|(Photo credit: Wikipedia)|
- Mick Jagger
We have two parts to our brains – the conscious and the subconscious. I really, really like my conscious self. Through it, I’m able navigate this crazy world in a thoughtful manner (most of the time).
Although I’m not nearly as intimate with my subconscious self, until recently I never had much of a problem with it. For the most part it has made solid decisions on my behalf, and has rarely misfired. One exception has been my claustrophobia. Even when I'm in a tight space that I know is completely safe, my subconscious might insist that I get out, and NOW.
Recently, my subconscious has been acting up in a new way. It's as if, deprived of drama by my ever-sensible conscious self, my subconscious has decided to invent problems that don’t actually exist.
About a year ago I started suffering brief anxiety attacks. I felt the same panicky sensation that I had when I experienced claustrophobia, except I started feeling this way for unrelated reasons. These incidents were not as intense as my claustrophobia ones, yet they were still quite concerning. I categorized them as mini panic attacks. Over time they became more common.
Seemingly innocuous events would initiate these attacks. The triggers all had one common thread- they were situations where I seemed to be losing control of some of my most basic physical functions. Mind you, there were no actual emergencies worthy of the spike of adrenaline, increased heart rate, and the urge to flee that I experienced. For example, maybe my feet would get tangled up in the blankets in the middle of the night, and I would have to ask Kim to help me get them unstuck. In reality, this was a harmless situation. In my subconscious mind, however, it suddenly rose to the status of an emergency, and an attack ensued.
Imagine my frustration with these absurd reactions. But, as a person who is, in fact, slowly losing control of many basic functions, I suppose I should excuse my subconscious for its overzealousness.
Given that these trigger situations were only going to become more and more common as my MS continued to progress, I thought it wise to take action sooner rather than later. So I began to see a therapist for the first time in my life.
The therapist let me know that panic attacks are common and usually treatable. She taught me a set of techniques based on Cognitive Behavioral Therapy (CBT), which helps to interrupt and mitigate the irrational spiral that is typical of panic attacks. You can read about CBT here.
After about six weeks of therapy, I noticed that the intensity of my panic attacks was lessened, but they still existed at an unacceptable level. I talked this over with my therapist, and she encouraged me to visit my physician to discuss pharmaceutical options as a supplement the CBT program.
There is a class of antidepressant drugs called SSIR’s which have been found to be effective not only for clinical depression (which I don’t have), but also for taking the edge off panic attacks (which I do). From the day I started taking SSIR’s, at a relatively low dose, I have had zero panic attacks. The first two drugs that I tried had some undesirable side effects. But now I am on 10 mg per day of Lexapro, and it's really making a difference.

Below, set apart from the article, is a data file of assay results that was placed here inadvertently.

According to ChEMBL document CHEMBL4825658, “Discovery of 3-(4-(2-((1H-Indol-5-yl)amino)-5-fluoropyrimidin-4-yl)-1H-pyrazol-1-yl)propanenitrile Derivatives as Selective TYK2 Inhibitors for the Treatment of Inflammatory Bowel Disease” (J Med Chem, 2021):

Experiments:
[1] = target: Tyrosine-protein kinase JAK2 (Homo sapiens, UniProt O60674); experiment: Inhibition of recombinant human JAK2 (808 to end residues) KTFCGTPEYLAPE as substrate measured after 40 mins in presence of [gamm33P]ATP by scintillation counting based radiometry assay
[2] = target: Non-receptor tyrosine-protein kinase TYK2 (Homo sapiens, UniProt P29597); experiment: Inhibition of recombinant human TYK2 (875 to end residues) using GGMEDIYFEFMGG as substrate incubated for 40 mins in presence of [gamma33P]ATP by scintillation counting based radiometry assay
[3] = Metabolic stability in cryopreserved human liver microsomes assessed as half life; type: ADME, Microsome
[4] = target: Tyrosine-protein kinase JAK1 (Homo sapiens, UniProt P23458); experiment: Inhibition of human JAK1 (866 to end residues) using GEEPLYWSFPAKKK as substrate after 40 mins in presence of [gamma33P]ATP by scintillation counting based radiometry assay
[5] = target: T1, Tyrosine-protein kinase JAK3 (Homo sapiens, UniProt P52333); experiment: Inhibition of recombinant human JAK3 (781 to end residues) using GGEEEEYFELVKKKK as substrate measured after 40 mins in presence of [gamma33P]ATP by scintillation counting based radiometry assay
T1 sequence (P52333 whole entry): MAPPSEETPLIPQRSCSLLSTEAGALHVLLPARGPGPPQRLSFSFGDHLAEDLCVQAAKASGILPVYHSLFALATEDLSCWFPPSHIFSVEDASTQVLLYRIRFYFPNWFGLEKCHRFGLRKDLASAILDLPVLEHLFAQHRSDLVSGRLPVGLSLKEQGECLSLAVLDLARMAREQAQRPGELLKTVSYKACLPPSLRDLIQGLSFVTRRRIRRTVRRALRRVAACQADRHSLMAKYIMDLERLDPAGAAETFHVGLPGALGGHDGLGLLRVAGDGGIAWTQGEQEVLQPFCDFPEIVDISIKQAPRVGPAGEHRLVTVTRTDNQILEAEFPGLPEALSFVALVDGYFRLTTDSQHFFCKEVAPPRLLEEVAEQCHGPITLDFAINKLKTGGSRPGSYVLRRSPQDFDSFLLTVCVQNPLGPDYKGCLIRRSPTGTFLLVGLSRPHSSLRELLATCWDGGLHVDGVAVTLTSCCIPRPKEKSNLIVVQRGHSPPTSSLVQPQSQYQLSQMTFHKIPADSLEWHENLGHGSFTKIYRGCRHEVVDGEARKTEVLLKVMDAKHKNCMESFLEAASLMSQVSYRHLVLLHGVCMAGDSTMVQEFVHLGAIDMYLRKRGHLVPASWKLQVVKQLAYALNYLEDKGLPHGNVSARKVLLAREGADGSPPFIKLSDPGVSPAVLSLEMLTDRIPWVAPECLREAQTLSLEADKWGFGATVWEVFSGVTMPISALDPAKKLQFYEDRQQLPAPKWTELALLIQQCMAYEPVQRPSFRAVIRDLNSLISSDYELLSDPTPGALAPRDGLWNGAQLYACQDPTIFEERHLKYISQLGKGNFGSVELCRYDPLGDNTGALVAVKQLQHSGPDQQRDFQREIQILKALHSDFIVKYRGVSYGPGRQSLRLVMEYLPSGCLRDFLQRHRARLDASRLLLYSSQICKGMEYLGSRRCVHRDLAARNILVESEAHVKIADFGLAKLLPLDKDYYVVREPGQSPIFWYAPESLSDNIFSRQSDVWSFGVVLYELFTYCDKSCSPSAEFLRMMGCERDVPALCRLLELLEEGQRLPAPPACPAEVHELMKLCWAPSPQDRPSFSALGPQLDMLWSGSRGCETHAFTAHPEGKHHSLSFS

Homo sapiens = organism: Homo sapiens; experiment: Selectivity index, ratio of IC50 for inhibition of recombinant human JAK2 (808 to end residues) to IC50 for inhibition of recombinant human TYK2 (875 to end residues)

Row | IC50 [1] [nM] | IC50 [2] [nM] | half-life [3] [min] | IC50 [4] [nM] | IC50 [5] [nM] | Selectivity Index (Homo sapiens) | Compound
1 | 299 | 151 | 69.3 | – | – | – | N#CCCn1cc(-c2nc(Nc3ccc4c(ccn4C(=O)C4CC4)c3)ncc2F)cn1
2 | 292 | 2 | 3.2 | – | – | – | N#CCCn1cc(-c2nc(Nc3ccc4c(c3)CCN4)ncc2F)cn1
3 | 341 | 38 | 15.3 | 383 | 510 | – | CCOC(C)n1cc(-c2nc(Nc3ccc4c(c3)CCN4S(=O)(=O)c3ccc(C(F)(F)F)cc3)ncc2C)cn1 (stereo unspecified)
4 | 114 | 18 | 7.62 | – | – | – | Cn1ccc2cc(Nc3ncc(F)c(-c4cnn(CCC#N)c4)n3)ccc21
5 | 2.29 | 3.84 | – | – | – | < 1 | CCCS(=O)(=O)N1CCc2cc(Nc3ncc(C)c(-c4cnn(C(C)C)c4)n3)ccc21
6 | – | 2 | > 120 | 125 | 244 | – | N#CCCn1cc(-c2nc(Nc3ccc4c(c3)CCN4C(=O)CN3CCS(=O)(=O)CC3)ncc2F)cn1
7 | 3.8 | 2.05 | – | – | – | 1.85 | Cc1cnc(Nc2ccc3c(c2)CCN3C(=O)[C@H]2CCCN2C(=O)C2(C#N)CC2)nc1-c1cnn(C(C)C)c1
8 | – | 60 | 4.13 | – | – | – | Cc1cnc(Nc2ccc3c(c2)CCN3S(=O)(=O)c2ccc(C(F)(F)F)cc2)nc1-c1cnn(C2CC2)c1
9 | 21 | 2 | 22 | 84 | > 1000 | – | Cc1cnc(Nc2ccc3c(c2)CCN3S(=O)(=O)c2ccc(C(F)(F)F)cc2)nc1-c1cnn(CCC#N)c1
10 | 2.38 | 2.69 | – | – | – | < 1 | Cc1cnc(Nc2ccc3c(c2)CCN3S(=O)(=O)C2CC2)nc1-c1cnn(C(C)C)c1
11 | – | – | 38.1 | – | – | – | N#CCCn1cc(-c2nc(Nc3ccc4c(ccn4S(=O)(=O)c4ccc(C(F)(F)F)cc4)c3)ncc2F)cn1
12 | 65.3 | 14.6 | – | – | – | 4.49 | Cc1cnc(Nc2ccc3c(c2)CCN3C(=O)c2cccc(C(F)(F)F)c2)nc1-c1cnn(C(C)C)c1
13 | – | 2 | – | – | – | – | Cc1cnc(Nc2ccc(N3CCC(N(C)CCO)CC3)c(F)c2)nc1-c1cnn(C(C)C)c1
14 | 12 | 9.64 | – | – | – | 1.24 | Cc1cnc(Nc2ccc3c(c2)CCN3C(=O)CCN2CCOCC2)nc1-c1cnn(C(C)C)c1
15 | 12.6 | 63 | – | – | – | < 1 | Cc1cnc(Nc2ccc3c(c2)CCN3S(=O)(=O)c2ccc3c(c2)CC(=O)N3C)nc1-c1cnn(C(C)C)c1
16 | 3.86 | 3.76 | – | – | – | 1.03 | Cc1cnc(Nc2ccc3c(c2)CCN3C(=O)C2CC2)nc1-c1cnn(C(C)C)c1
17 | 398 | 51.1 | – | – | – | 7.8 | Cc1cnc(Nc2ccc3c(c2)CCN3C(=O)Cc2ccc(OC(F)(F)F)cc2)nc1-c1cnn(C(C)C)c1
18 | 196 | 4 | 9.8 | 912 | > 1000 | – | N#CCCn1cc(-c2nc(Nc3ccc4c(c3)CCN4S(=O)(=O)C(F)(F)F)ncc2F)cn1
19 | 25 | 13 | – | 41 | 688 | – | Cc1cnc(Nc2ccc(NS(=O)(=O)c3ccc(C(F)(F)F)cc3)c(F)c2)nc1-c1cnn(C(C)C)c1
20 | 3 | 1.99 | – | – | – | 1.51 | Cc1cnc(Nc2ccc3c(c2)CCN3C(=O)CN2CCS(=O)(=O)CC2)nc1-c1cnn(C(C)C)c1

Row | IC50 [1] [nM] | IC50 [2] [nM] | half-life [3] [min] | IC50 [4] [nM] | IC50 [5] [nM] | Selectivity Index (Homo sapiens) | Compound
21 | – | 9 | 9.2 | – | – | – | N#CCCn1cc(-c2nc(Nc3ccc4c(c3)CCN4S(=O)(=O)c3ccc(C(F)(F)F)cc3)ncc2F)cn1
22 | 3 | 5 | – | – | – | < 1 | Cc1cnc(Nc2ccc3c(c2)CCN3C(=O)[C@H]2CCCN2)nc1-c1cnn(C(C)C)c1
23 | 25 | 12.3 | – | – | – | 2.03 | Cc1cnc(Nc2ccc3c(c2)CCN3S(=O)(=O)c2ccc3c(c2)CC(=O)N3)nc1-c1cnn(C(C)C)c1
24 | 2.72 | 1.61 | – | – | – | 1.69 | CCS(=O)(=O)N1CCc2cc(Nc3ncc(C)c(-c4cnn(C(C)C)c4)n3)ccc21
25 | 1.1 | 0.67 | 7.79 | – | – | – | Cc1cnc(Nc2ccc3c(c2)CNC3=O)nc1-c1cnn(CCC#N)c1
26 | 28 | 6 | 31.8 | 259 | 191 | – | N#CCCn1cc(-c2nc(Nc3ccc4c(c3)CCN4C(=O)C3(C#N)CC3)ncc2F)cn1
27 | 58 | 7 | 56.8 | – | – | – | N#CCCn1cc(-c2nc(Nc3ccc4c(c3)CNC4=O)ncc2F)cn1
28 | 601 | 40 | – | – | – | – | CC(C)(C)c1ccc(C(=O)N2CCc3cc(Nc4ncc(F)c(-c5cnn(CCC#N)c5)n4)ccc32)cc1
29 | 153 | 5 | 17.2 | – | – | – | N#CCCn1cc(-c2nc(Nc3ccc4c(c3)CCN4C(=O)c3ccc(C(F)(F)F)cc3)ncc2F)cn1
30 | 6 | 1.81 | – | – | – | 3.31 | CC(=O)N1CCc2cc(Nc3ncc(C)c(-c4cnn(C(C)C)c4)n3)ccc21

The combination of therapy and pharmaceuticals has been the answer for me. Although I've not had panic attacks, I still feel anxiety bubbling beneath the surface once in a while, so I know that this may not be a permanent fix. I need to continue practicing my CBT procedures, and I have to remain open to pharmaceutical adjustments in the future. But I'm thrilled that, at least for now, this issue is no longer haunting me.
People with MS are particularly susceptible to depression and anxiety issues. It can be a direct result of nerve damage in our brains, or it can be a secondary consequence of the stress that we are under in dealing with a chronic disease. In the end, it doesn't really matter to me what the root cause is. The treatment is the same either way.
I must admit, this whole episode has been a bit of a blow to my ego.
Let's examine that statement more closely. I always took pride in my mental toughness and emotional stability. There’s that, and the fact that I’m a, well, manly man and not a wimpy baby. But in retrospect, my pride was misguided and my machismo was self-defeating. I should no more be given credit for 47 years of panic-free existence that I should be blamed for the last year of panic attacks. The notions of pride and shame are of no value in this discussion, and in fact, only muddy the waters.
I open up about a lot of personal issues in this blog, but I don't write about everything that I'm going through. So why have I decided to share this sensitive issue? There are a couple of reasons. First, I want to raise awareness that people with multiple sclerosis not only suffer physical problems, but also must deal with mental and emotional challenges too. Second, I want to shed light on the issue that, no matter what the source of your depression or anxiety, it's okay to seek help. Don't let pride or shame prevent you from attending to health issues like these, especially since they are highly treatable.
I'm not looking for a commendation. I'm hardly the first MS patient to open up about these issues. And please don't treat me with kid gloves going forward. These panic attacks have not significantly affected my overall well-being. I just felt it prudent to address the issue before it became a bigger problem.
I must end this post now, as I’m overdue to pop my daily happy pill. It's not as if taking another drug is cramping my style though. All it means is that, due to a variety of MS blessings, I get to swallow 13 pills a day instead of only 12.